In that two-week period, Sheridan's troops ravaged ninety-two miles from Winchester to Staunton. They burned barns, crops, mills, furnaces, forges, factories, and houses, while driving off or killing all the livestock they could find. The destruction was especially effective because the region was in the midst of an exceptional harvest. "The Burning," as the people of the Valley named it, affected everyone in the Union army's path including the Mennonites, Dunkards, and other religious groups who opposed war and desired only to live in peace. It is generally accepted that William T. Sherman's burning of Georgia was the worst civilian devastation of the war; in fact, Sherman's march was a haphazard operation that followed behind Southern attempts to destroy anything in his path that could prove useful to the Federal troops. The Burning, on the other hand, concentrated on everything necessary to sustain the day-to-day occupation of civilian farming.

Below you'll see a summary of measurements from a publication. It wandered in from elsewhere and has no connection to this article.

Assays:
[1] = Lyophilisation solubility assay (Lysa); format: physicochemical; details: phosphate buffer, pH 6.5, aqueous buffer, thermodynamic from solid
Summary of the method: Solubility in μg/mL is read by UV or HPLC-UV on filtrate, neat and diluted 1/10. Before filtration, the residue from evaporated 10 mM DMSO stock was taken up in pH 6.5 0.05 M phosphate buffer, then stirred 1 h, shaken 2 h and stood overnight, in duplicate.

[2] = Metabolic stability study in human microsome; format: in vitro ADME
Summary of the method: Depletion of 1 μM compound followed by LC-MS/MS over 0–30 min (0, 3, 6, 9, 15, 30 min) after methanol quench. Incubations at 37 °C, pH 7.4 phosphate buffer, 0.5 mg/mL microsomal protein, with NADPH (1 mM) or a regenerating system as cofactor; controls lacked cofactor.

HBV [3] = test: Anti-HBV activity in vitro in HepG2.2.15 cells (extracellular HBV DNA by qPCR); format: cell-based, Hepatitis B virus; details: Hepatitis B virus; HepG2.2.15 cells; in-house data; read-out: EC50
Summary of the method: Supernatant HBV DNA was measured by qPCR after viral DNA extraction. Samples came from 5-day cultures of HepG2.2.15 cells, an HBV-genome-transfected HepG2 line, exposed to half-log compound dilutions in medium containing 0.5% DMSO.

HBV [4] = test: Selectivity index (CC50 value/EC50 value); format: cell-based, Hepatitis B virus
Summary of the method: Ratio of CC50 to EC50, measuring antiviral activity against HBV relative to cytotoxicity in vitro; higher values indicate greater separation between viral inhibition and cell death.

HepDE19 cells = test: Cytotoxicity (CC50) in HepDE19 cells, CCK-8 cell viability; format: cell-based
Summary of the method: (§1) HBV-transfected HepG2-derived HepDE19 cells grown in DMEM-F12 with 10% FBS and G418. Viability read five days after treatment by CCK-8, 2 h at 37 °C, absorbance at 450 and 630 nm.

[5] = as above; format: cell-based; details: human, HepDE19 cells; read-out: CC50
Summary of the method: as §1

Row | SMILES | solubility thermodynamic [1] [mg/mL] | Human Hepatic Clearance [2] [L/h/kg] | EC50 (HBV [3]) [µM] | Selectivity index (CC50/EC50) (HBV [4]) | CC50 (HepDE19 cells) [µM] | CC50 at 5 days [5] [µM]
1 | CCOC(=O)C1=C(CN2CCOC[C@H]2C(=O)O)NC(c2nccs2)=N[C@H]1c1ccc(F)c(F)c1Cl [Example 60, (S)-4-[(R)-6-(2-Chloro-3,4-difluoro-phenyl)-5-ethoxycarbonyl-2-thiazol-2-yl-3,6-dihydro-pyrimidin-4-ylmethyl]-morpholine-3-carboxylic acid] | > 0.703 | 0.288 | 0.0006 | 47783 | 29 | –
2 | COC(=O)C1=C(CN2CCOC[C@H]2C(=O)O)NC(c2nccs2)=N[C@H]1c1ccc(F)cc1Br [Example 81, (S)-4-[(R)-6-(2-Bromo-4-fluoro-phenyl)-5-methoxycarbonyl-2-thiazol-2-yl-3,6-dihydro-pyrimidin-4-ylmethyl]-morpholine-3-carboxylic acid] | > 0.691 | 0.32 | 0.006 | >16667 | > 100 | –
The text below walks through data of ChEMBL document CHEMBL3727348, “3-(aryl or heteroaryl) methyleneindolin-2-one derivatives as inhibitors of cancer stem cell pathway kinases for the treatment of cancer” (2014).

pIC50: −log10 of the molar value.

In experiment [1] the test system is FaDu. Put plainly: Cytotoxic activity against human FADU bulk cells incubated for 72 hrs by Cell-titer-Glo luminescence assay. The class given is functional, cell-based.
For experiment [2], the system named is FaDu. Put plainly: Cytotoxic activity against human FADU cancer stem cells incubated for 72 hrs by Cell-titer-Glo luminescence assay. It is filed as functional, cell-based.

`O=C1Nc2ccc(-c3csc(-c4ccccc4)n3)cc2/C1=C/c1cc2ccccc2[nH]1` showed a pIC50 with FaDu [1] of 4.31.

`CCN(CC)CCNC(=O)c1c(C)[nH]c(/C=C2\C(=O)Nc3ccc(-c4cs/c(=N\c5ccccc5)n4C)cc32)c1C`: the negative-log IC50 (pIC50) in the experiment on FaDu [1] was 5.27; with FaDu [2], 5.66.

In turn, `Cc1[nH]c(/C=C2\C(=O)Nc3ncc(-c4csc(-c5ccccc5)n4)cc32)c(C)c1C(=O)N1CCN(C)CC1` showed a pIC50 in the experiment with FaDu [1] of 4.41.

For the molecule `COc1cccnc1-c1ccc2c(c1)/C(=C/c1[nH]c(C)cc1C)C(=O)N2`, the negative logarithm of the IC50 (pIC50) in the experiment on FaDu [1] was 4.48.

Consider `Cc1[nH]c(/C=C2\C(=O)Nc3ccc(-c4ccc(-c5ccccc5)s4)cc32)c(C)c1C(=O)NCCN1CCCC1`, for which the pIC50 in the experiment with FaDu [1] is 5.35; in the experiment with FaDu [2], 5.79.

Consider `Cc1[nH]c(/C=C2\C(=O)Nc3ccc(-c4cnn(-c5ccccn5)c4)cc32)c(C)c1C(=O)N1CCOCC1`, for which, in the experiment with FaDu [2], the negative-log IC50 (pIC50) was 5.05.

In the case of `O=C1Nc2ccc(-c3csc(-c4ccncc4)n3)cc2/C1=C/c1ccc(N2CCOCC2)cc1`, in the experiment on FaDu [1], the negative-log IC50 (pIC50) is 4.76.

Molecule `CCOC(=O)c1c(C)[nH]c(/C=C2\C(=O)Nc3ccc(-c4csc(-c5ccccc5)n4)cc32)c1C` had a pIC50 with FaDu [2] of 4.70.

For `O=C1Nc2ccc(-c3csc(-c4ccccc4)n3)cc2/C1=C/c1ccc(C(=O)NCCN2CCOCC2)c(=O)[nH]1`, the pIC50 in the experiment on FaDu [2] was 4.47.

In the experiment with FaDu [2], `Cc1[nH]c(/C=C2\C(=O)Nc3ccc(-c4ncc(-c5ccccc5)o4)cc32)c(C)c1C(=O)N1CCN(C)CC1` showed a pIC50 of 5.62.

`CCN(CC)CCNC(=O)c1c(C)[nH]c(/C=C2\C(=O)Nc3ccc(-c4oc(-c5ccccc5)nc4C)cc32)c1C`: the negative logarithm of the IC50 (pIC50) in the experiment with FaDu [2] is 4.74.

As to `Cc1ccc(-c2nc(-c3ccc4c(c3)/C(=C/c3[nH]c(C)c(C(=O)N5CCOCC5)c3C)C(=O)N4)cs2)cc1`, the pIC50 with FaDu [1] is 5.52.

Drawing on family stories, diaries, newspapers, interviews, and other sources, John L. Heatwole presents a compelling and readable account of an event sometimes recounted in less than a page in other histories of the Civil War. He is an artist, folklorist, and Valley resident with roots there over two hundred years old. (In 1864 his own ancestor, Elizabeth Heatwole, stood in the family's barn with a rake and defiantly scattered the pile of tinder the Union soldiers were trying to light. After three attempts, the soldiers gave up.) "The Civil War has rightly been called the defining moment in the life of the nation," the author writes, and "the Burning was the defining moment in the life of the Valley." The Burning deserves its own telling, and Heatwole does right by the Valley and its residents. -reviewed by Emily J. Salmon, Senior Copy Editor